Goldie Sommer is an attorney who has conducted over ten thousand real estate transactions during her career.
Real estate contracts can be very confusing. Many of them consist of multiple pages and contain language that is hard to understand. The key to understanding every contract and every item in the contract is preparation. If you take your time to read the contract before you sign or negotiate it, you’ll be in a much better position.
You always want to have a written contract when buying, selling, or renting real estate. There are several reasons for this. First, a contract needs to be in writing to be enforceable. This reduces the number of potential misunderstandings and issues. While you can buy a house or rent an apartment without a written contract, you can’t do anything in case the deal doesn’t turn out the way you originally thought it would. Next, covering as many issues as possible in a written contract helps all involved parties have the same understanding of the deal. Finally, you want to have a way out of the deal in case something unexpected happens.
Also Read: Goldie Sommer – Attorney and Real Estate Agent Specializes in Short Sales & Foreclosure Negotiations
Your attorney will review the contract carefully to protect your interests. If you attorney is using a preprinted form contract, is it important the form corresponds to the type of transaction that you are about to make. For example, a contract that covers a residential sale needs to have inspection and financing clauses as part of it, which experienced attorneys such as Goldie Sommer will always point out to you.
Goldie Sommer has been helping her clients short sell their homes for many years.
Buying real estate properties from distressed owners can be very lucrative, but it also comes with a number of complications and special regulations.
While someone’s foreclosure may be an opportunity for you, it is a big problem for the homeowner in distress. Some real estate investors who buy foreclosure properties use strategies that are insensitive, not tactful, disrespectful, and sometimes even outright illegal. While at times you can make a quick profit using such strategies, it is much more effective to conduct business ethically and respectfully. Many real estate investors and agents who build positive reputations while dealing with foreclosures get a lot of new business through referrals and recommendations, which makes life easier for them and their clients in the long run.
The secret to doing business with a party in distress is very simple: treat others the way you would like to be treated in a similar situation. There are several sources of leads you can use to find homeowners in distress. The first one is homeowners who fall behind on their mortgage and apply for a second mortgage hoping to catch up with their delinquent payments. Second mortgages are public records that you can use to obtain leads.
Also Read: Goldie Sommer – Dealing with Distressed Homeowners
The second source is an ad in which you can promise a fast closing and a cash transaction. You can also partner up with other house buyers and use them as a source of leads. Finally, you can get referrals from bankers, lenders, and your professional network, which can be very large if you spend as much time in the industry as Goldie Sommer did.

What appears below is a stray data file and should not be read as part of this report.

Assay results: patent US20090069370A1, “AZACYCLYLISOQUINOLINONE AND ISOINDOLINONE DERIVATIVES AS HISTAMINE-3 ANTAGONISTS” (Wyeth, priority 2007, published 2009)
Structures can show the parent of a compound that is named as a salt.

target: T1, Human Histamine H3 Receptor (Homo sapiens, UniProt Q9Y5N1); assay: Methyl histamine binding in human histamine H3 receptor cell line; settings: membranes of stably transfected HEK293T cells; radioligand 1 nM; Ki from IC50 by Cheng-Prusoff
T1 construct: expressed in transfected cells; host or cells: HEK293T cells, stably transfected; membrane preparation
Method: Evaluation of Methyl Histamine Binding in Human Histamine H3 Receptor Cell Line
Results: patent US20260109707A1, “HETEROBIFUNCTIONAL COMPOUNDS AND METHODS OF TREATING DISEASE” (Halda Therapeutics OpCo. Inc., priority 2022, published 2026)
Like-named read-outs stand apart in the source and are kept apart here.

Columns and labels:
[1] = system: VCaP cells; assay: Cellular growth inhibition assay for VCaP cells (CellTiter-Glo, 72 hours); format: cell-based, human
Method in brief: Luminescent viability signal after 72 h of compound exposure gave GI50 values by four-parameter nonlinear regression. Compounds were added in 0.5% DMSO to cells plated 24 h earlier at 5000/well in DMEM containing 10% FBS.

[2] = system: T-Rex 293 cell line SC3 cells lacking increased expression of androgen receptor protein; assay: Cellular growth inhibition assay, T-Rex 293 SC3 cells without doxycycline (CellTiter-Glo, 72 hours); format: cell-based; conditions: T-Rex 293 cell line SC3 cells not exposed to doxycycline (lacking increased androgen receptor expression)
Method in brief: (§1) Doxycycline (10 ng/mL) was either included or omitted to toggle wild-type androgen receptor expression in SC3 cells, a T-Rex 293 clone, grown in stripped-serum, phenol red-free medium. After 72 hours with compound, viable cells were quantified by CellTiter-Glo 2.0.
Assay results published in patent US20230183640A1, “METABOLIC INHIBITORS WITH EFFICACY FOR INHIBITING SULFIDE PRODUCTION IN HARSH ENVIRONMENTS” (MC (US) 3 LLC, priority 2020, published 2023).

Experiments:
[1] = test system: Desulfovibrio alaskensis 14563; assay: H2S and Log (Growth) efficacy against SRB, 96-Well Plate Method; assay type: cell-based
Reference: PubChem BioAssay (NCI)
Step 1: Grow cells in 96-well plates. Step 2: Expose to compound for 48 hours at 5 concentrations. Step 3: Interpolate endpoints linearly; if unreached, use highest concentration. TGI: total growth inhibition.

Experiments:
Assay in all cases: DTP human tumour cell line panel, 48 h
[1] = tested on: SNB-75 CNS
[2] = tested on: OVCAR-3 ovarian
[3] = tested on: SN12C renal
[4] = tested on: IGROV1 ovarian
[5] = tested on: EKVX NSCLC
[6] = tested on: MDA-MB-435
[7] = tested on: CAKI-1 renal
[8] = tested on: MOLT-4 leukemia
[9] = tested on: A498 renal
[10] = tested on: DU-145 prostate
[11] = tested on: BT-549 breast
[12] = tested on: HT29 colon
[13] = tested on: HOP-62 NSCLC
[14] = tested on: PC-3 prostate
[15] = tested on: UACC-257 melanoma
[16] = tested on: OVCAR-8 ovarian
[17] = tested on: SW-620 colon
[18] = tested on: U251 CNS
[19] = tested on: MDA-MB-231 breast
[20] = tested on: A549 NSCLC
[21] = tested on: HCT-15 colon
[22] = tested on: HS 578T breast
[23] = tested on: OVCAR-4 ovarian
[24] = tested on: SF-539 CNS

Goldie Sommer is an attorney and a real estate agent who specializes in short sales and foreclosure negotiations.
If you own a home, it is usually easy to borrow money using the home as collateral. It is also relatively easy to borrow money when buying a home. Banks are willing to lend a bigger percentage of the asking price to residential property buyers than to commercial property buyers because of the lower risks. Sometimes it is so easy to borrow money that homeowners borrow more money than they can pay back to the bank. A person may also lose his or her job, face a medical condition, or a number of other unfavorable life circumstances. When a homeowner stops making payments, both the homeowner and the bank have a problem.
Banks and other lenders are not interested in foreclosing properties. They are not in the property management business. They are in the business of lending money. In many cases, banks lose money when they foreclose loans. They then need to maintain the property, before selling it, which is also not something they are interested in doing.
When a homeowner loses a house in foreclosure, his or her credit score takes a big hit. When the homeowner can borrow again, the interest rate is usually much higher than before. Banks view loans to those who had a foreclosure in the past as extremely risky. This being said, the homeowner may not practically experience the negative effects of foreclosure on the credit score for some time. However, the effects of losing a family home and having to move abruptly are usually traumatic to any person.
Regardless of the reasons for the foreclosure, the key to a successful transaction is how you deal with the distressed owner and the issue. This is something Goldie Sommer experienced time and time again during her career.